Rozanne (Posy) Robertson earned a business administration degree from Northwestern University in 1952, and was a pioneering woman in industry and business management during the 1950s through the 1980s. She worked for a variety of businesses and industries during those years in the greater Chicago area, including Ethicon, Coleman Instruments, G.D. Searle and Boise Cascade, and also did private consulting work. She next worked for the Curtis Mathes Corporation in east Texas as its human resource vice president, then moved to Bloomington with her husband to operate a Curtis Mathes Rent to Own store. Along the way, she often encountered resistance and resentment from some of the male executives with which she worked, but had a very satisfying career none-the-less.
Jack Rooney, a native of Cherry Illinois, shares his insights and many anecdotes of the Cherry Mine disaster of 1909, the nation's worst mine fire disaster, in which over 200 miners perished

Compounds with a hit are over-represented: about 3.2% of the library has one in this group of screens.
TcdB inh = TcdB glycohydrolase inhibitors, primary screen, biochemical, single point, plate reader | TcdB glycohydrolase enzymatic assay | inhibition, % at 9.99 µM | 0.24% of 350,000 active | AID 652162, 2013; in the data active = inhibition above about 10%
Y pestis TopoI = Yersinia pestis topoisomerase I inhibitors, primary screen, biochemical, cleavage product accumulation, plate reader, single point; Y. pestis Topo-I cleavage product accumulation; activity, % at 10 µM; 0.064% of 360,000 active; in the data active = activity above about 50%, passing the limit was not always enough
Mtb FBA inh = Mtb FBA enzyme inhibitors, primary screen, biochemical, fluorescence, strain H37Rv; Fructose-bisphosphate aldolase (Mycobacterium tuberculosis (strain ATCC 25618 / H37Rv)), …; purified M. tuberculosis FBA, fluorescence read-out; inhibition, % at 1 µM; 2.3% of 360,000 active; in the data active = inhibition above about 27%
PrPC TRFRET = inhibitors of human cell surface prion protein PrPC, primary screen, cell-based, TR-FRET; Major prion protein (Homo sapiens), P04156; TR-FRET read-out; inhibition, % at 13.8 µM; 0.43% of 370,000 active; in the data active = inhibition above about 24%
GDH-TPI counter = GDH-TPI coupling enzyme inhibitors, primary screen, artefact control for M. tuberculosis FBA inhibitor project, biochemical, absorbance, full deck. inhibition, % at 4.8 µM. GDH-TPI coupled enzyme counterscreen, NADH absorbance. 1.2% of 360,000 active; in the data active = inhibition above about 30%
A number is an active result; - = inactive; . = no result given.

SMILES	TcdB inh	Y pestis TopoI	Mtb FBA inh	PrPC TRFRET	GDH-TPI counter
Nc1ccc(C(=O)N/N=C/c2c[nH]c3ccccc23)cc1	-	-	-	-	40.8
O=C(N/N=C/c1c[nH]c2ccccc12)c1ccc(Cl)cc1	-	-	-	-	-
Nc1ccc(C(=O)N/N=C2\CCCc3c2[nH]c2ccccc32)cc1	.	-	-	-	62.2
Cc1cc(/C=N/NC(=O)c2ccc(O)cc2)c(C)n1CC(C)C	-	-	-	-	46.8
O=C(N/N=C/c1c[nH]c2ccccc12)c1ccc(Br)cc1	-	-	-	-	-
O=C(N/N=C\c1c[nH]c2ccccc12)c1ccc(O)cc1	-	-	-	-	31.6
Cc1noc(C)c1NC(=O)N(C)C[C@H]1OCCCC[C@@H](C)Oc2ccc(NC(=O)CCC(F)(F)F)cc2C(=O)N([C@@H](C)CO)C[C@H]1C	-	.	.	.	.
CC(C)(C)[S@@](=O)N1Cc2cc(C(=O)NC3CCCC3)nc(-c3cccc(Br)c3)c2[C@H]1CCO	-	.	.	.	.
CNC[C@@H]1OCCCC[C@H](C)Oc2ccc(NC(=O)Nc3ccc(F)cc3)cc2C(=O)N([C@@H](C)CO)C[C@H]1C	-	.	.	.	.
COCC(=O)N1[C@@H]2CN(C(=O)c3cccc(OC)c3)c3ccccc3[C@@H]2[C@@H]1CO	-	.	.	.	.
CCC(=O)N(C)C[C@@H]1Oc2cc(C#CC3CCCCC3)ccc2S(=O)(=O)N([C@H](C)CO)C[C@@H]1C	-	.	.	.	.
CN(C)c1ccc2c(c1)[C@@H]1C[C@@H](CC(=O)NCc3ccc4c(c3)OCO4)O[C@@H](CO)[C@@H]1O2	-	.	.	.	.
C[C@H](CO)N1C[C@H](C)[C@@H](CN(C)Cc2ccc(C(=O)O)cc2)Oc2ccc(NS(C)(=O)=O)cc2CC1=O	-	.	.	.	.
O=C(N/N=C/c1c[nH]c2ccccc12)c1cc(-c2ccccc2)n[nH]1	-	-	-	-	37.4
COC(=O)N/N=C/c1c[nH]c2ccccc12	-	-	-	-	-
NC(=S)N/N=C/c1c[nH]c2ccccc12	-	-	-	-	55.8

Frederick C. Smith, a career civil servant with the Department of Defense, talks about his project to visit all thirteen of the nation’s Presidential Libraries and Museums. He was inspired to do so after being diagnosed with lung cancer in 2008. His journey began with visits to the twelve Library's managed by NARA (the National Archives and Records Administration), and finished with the Abraham Lincoln Presidential Library & Museum in Springfield in April 2010. He reflects on the unique aspects of each library & museum, and share his insights on these national treasures.
Jackie Stites discusses her years spent giving back to the Springfield community. She served as Parent Teacher Association President at Hazel Dell School, Jefferson Middle School, and Southeast High School before working with the Elijah Iles House, Governor's Executive Mansion, and the ALPLM. She discusses the state of community service in the 1960s and how it has evolved, the impact that it has on a community such as Springfield, as well as the current conditions of these places.